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DaviddesJ wrote:
In my experience, most people don't enjoy it when you say, "That was a completely dumb move that did nothing for you, but fortunately it only cost you 1 point and you made way bigger mistakes than that."
Maybe not. I play with a 7 Dan player who, when you lament about making a mistake, will usually reply "Eh... you'll make worse mistakes." But yeah, he can be a jerk.
 
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DaviddesJ wrote:
Thunkd wrote:
And most novices are going to make mistakes far bigger than a single point. Until they get a feel for when the game is over it's probably okay for them to play an extra stone and lose a point.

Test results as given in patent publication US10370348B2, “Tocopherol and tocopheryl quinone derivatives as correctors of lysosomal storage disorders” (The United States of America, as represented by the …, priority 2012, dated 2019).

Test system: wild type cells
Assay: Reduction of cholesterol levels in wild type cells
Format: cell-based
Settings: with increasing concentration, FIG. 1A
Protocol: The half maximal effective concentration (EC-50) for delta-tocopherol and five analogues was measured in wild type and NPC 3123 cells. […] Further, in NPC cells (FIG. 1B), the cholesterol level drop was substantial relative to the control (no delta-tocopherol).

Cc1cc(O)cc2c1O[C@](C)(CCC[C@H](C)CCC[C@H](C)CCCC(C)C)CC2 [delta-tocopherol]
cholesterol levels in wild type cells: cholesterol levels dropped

Of course it's not the point that matters. It's the having to think about it that matters. In my experience, most people don't enjoy it when you say, "That was a completely dumb move that did nothing for you, but fortunately it only cost you 1 point and you made way bigger mistakes than that."
A good solution for people not enjoying that, is not to say it to them.
Almost no one enjoys having their moves called "completely dumb". And a beginner playing a defensive move that loses them 1 point is far from "completely dumb".
I'm a proponent of using chinese rules to teach beginners as well, but blaming non-enjoyment on the rules chosen is a bit misguided.